But Reid insisted, and loaded things she might need into the Subaru. Something she couldn’t name led Ruth to grab the little storyteller figurine, and wrap it in a couple of silk scarves, not sure her son remembered who had given it to her, two Thanksgivings ago.​

It wasn’t real outside, the air and everything a kind of sepia, from the smoke and the ash, which she could see falling like a powdery rain.​

The garden was dull, an unnatural sepia as well, the lovely garden where she liked to serve Wedding Tea (white tea with rosebuds) to visitors—students, colleagues, family, and the many friends who’d loved to come to brunch or lunch or late afternoon hors d’oeuvres. For birthdays she’d made Clementine Cake sprinkled with edible flower petals from the side garden, and on summer evenings mint juleps, from Edgar’s native Kentucky. She’d been a proud faculty wife, besides a much-loved schoolteacher. She liked to gather and lavish in turn. In autumn she had shaped mandalas like the ones back in English woodlands of beech leaves and field maple, black bryony berries, acorns. ​

But all that was gone too, as if into these ashes, this absence of light.​

“Where are you going to go?” Reid asked, starting the car. “What is the plan?”​

“There wasn’t time to discuss anything before your father left.”​

“Without a cell phone, think—how will you get in touch? How will Dad find you, if I drop you at one of the shelters, or a friend’s, or somewhere else?”​

Ruth thought for a mad moment and then another how satisfying it would be to lose touch, disappear. Slip off into some periwinkle distance where none of this awfulness was happening, where masks were laid aside as if the morning after a masked ball, where Cinderella lost a shoe and gained a prince.​

“You could come to me for now," Reid said, thinking furiously. “Though there isn’t much room.”​

His mother objected. Not caring where she’d be, but not wanting to inconvenience him. They’d all lived their own lives, as sovereign territories, always respecting each other’s space.​

“It would be easiest . . .”​

“Not for me," she said dreamily, in her sepia guise. La vie en rose la femme en rose, les roses in the ashen garden, cendreux like Cendrillon, colors faded, raison d’etre bled away, so why not follow the seductive trail of words and insubstantial possibilities to some kindlier state of things?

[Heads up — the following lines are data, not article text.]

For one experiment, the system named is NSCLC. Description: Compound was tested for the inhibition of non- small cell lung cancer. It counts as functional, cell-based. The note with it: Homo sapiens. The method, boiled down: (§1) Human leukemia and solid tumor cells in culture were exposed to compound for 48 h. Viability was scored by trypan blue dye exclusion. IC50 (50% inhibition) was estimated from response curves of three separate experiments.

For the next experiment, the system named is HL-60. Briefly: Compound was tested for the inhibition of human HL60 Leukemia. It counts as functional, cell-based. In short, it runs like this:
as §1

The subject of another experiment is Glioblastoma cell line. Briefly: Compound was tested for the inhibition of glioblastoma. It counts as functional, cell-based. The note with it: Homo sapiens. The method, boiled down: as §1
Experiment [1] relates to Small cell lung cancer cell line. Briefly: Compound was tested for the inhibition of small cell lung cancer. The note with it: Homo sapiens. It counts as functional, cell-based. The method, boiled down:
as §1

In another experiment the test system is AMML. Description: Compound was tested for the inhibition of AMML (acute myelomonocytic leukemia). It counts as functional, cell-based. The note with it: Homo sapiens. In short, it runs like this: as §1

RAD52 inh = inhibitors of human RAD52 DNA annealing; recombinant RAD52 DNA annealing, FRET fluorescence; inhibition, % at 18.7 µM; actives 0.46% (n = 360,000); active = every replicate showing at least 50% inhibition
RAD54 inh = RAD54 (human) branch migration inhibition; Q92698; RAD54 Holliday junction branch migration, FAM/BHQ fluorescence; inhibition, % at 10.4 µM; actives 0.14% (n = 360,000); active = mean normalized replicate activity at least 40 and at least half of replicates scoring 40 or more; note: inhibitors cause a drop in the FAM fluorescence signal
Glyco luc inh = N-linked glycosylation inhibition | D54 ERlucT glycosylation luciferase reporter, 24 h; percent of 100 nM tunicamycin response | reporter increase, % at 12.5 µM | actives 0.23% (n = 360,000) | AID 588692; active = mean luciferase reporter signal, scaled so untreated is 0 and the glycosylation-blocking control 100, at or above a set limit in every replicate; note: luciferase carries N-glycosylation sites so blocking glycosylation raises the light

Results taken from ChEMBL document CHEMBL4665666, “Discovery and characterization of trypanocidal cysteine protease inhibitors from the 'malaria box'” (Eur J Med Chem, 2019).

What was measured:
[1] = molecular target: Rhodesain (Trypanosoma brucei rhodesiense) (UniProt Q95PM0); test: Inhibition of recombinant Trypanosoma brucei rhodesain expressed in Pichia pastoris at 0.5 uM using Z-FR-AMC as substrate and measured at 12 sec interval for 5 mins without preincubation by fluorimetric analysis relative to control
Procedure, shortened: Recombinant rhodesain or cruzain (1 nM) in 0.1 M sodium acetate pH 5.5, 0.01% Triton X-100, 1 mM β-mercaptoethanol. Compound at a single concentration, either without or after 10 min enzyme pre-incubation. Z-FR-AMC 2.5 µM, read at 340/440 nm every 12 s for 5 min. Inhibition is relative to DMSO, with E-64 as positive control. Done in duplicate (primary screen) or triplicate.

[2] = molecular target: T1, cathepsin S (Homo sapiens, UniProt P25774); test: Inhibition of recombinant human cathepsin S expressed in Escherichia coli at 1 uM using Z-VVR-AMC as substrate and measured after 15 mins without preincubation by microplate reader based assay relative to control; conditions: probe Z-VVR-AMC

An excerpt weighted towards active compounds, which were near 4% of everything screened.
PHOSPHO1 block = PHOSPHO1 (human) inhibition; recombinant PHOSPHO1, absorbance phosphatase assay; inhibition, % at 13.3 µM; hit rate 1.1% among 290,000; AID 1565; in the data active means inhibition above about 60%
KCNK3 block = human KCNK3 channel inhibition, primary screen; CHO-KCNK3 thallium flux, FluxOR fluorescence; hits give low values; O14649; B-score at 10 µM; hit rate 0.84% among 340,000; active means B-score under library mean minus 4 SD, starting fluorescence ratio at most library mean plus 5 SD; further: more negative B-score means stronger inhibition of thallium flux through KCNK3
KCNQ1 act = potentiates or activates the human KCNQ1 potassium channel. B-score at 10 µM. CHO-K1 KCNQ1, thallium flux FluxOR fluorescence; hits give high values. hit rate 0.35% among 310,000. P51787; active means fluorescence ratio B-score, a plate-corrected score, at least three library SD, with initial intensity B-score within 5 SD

But to what purpose Disturbing the dust on a bowl of rose-leaves I do not know. Other echoes Inhabit the garden. Shall we follow?

(T.S. Eliot, “Burnt Norton”)

She had loved T.S. Eliot back in college English classes, but had, she realized, in the discombobulation of the moment, left her calfbound copy of Four Quartets in her bedroom library, to burn. And her mother’s Georgian sewing box with needle case and key.​

“I’ll pull over and call Dad now,” Reid said, disturbed by her vagueness and seeming disinterest. “Find out where he wants to meet you.”​

“No, please—don’t do that,” Ruth answered, suddenly panic-stricken, the enormity of the catastrophe come over her.​

She foraged through her handbag for her small address book, thinking of her friend Sheila from CGU with her converted potter’s studio always available to Ruth, before remembering that Sheila had moved back to New Hampshire in February. She had taken out the little pottery figure during her search, and held it up to look at, slipping off its swaddling of scarves—its texture reassuring in her hands, and all those children clustered on the storyteller’s lap making her feel grounded.​

“Do you remember this?” she asked her son. “The storyteller doll your sweetheart gave me, when I always had so many stories I wanted to tell?”

Reid remembered too well. But he was struggling to forget, how reprehensible he’d been. He hadn’t called Aggie for ages, hadn’t even let her know that he was back in the country. There was this mandate now to keep your distance from others, which made it less his fault, he thought. It was now circumstance or fate that had divided them. His early-hours-of-the-morning doubts about marriage had become irrelevant. Far-reaching concerns about anybody’s living out the year had rather preempted his negligible worries about whether he was doomed to follow the depressing family pattern. Both his sisters on their second husband, neither having learned much from the first . . . and as for his father as husband—well, don’t get him started.​

“No,” he said firmly. “No, Mother, please—just let’s decide where I am going to take you. If not my apartment, then where?”​

“Drop me on this corner,” Ruth said in her teacher’s brooking-no-nonsense voice, suddenly sure and bright again, “so you won’t have to lie to your father. You don’t know where I am.”​

She fixed the mask over her face and so, anonymous, without telling features that anyone might recognize, though underneath the pleated fabric she was smiling at her son as rosily as her favorite sweet yellow-hearted Floribunda, slipped out of the Subaru Crosstrek, away.